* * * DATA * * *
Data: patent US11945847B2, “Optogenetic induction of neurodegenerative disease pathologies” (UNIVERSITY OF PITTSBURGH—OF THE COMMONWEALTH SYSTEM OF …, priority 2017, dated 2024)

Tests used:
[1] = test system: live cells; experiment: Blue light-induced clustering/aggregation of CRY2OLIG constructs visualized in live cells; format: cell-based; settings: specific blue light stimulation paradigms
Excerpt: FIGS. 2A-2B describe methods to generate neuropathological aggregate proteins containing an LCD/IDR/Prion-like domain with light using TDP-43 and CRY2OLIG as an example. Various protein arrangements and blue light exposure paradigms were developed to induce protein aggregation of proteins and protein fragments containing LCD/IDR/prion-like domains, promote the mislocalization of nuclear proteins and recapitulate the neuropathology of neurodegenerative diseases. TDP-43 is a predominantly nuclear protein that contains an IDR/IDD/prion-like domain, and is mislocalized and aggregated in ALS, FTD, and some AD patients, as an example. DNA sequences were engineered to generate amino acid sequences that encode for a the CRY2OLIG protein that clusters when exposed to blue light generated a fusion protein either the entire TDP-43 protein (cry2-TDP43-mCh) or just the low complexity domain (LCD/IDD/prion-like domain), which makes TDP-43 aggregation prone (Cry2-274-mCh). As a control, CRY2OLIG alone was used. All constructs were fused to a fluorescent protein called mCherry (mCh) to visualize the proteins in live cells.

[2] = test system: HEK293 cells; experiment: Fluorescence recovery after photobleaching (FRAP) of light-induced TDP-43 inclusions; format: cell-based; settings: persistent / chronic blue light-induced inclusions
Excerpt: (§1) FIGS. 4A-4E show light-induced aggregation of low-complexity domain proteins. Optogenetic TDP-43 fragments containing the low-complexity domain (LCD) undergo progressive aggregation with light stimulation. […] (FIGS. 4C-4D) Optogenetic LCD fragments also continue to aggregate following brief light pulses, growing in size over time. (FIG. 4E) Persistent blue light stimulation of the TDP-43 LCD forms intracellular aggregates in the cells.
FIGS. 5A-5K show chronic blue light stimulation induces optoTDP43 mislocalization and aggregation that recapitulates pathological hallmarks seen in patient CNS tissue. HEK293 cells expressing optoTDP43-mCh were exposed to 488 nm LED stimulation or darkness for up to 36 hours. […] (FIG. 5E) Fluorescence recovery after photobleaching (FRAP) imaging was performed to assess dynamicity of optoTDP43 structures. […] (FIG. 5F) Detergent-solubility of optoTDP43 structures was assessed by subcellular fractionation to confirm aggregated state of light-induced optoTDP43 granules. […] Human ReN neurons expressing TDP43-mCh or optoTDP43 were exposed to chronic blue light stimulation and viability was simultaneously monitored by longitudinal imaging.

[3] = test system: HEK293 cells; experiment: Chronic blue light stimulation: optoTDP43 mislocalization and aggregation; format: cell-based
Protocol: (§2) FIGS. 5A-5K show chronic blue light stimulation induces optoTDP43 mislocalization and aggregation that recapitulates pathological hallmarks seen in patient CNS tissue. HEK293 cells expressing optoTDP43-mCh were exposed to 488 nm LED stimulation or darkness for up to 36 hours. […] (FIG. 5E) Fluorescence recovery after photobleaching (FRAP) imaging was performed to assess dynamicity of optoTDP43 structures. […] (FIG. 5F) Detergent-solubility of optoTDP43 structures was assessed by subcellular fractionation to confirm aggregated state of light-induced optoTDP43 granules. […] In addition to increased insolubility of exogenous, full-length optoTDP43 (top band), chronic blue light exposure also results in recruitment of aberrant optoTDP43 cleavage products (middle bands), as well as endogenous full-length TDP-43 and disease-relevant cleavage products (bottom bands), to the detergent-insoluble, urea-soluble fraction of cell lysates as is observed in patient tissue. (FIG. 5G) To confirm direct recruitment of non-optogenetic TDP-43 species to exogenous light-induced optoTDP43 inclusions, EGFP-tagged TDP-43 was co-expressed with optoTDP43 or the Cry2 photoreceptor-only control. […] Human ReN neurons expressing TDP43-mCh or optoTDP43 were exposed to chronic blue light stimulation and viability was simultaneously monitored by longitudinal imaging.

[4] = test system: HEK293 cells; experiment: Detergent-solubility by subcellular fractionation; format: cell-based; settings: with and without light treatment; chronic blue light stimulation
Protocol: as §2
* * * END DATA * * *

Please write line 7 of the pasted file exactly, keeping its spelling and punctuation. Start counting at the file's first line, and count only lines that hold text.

FIGS. 5A-5K show chronic blue light stimulation induces optoTDP43 mislocalization and aggregation that recapitulates pathological hallmarks seen in patient CNS tissue. HEK293 cells expressing optoTDP43-mCh were exposed to 488 nm LED stimulation or darkness for up to 36 hours. […] (FIG. 5E) Fluorescence recovery after photobleaching (FRAP) imaging was performed to assess dynamicity of optoTDP43 structures. […] (FIG. 5F) Detergent-solubility of optoTDP43 structures was assessed by subcellular fractionation to confirm aggregated state of light-induced optoTDP43 granules. […] Human ReN neurons expressing TDP43-mCh or optoTDP43 were exposed to chronic blue light stimulation and viability was simultaneously monitored by longitudinal imaging.